At Thanksgiving and Christmas, during World War II, there was a sort of variety show sent to troops overseas and broadcast throughout the country, a big deal in those days, starring celebrities such as Bing Crosby.
It was a wonderful time for radio. And I was very lucky, because I was on the fringe of its development. My father, an electrical engineer, was involved early on. As far as I know, he didn’t have inventions in the area, but he was very much up on the technology and carried out related work at Bell Telephone Laboratories.
What placed me more directly on the fringe was a trio of links to Edwin Howard Armstrong. Who? Patience.
Link 1: Me to my dad and mother.
Link 2: My dad and mother to Uncle Harry Houck and his wife, Aunt Maud. The first thing to know is Uncle Harry wasn’t my uncle nor Maud my aunt. He and Maud had lived years before my existence in the same apartment building as my parents. They had formed a friendship that lasted a lifetime. I was brought up to employ Uncle in his name and Aunt in hers. I maintained that friendship as an adult through the death of Maud and up to that of Harry. Harry had become wealthy through scores of patented inventions and he led a large business working on more. (You can read an out-of-date biography at https://ethw.org/Harry_W._Houck.) Which brings us to the last link.
Link 3: Uncle Harry to Armstrong. Harry at one point worked for Armstrong and told me that Armstrong would never let anyone other than Harry wind the coils of his transformers.
It wouldn’t be surprising if you hadn’t heard of Edwin Howard Armstrong. Or if you had. He was the inventor of FM. If you’ve ever compared the quality of sound from an AM station to one from an FM, you know we have all benefitted from that invention. There’s a biography, Man of High Fidelity: Edwin Howard Armstrong, by Lawrence Lessing that mentions Uncle Harry. Uncle Harry gave me a copy which I treasure today.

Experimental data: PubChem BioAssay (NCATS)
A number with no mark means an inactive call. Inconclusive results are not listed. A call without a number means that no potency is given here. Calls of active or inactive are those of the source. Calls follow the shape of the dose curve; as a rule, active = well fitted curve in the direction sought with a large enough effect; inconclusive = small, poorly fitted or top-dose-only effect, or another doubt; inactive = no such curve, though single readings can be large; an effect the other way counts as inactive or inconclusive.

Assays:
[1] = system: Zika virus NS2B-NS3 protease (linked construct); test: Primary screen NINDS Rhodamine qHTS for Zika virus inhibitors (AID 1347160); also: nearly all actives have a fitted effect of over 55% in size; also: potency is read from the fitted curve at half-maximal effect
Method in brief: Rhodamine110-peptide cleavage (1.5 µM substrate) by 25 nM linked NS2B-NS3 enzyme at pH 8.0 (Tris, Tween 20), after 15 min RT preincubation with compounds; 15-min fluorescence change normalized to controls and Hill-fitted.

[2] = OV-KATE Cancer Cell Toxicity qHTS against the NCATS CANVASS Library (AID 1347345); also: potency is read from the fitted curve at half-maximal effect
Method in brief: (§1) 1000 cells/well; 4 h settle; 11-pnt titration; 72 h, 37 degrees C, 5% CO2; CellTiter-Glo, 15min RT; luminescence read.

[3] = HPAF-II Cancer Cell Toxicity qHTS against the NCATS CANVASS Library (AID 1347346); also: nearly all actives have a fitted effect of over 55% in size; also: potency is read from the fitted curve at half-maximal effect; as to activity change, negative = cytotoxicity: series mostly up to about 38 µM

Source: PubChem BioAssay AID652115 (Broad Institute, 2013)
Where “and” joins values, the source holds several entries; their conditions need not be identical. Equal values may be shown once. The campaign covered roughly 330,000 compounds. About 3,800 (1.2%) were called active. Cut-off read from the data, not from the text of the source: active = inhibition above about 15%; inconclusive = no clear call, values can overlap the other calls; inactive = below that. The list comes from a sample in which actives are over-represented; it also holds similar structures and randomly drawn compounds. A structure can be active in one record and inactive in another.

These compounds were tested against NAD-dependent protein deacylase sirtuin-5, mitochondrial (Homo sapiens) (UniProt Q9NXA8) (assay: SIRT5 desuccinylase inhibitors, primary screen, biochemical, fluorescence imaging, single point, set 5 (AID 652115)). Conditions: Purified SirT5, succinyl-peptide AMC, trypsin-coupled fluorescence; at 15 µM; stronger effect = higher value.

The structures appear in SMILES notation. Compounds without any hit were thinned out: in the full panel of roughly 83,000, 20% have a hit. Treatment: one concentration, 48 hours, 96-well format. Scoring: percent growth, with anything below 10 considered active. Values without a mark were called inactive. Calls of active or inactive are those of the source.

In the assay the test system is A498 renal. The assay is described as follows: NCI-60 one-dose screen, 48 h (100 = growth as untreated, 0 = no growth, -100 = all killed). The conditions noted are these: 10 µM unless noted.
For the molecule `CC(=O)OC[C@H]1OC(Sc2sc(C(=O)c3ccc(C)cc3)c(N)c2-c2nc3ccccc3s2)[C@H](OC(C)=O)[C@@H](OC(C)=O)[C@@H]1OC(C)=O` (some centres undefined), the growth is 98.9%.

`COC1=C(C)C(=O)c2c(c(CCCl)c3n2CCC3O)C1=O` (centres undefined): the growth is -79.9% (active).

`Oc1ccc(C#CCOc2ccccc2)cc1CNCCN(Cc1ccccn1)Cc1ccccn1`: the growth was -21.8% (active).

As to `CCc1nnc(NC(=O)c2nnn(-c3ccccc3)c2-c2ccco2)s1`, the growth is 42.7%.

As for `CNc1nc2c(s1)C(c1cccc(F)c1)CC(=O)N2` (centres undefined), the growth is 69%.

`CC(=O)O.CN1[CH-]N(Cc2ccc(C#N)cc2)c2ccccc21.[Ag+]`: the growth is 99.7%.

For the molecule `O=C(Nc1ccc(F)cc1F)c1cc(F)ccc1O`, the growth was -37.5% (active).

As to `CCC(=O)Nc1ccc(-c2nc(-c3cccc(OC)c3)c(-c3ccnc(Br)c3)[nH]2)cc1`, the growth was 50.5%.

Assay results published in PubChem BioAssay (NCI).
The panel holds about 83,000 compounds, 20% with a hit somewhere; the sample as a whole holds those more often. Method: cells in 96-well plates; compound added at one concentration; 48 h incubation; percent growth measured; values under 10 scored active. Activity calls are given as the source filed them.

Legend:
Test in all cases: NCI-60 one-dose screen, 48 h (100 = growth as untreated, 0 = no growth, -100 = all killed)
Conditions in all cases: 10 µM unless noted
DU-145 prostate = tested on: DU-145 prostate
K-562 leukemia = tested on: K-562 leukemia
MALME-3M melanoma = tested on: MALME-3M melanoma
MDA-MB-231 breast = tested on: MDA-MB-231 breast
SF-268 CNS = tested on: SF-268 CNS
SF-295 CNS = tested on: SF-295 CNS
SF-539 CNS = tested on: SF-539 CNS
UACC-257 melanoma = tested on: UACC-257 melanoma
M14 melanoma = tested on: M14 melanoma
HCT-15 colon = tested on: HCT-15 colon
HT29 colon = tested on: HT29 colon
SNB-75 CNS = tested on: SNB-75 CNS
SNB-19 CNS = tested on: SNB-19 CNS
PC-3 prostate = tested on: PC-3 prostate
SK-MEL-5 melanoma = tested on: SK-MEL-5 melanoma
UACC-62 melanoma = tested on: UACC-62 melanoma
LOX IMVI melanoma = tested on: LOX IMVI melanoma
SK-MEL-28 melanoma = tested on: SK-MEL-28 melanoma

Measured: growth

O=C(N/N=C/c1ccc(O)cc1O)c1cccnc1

While the invention of FM was a tremendous contribution, it caused misery in Armstrong’s life. He had a working relationship with David Sarnoff who headed RCA. It was a relationship that went sour as lawsuits about income from the invention occupied much of Armstrong’s time and drained his energy.
On the night of January 31, 1954, he wrote a two-page note to his wife and jumped out a 13th floor window of his apartment.
Decades later Uncle Harry was still upset by it.
David Sarnoff denied any responsibility
I have fond memories of Uncle Harry, and I believe my children do also.
He had orange trees on his massive property in northern New Jersey and on every visit my daughter loved to pick them. Harry got a kick out of it. He never did anything to show his preference, but I think he favored my son because he didn’t cause any troubles when we visited but my poor daughter was a bit more active and vocal.
He went through a stage where he rode a tricycle just because it was fun. He tipped over on a curve. When he told me about it, he was analyzing just why you had to ride bikes and trikes differently. A true scientist.
He punched a time clock at the company he owned because he required all his employees to.
He was stopped for speeding and asked the deputy when his radar had last been calibrated. The deputy responded that day. Harry said he knew that, but what time that day? The officer asked what he did and Harry replied he was a radar engineer. The sheriff, the deputy’s boss, wrote Harry a letter saying they didn’t want any problems and, of course, there would be no ticket.
What a lucky kid I was to know Harry and to live in that exciting time.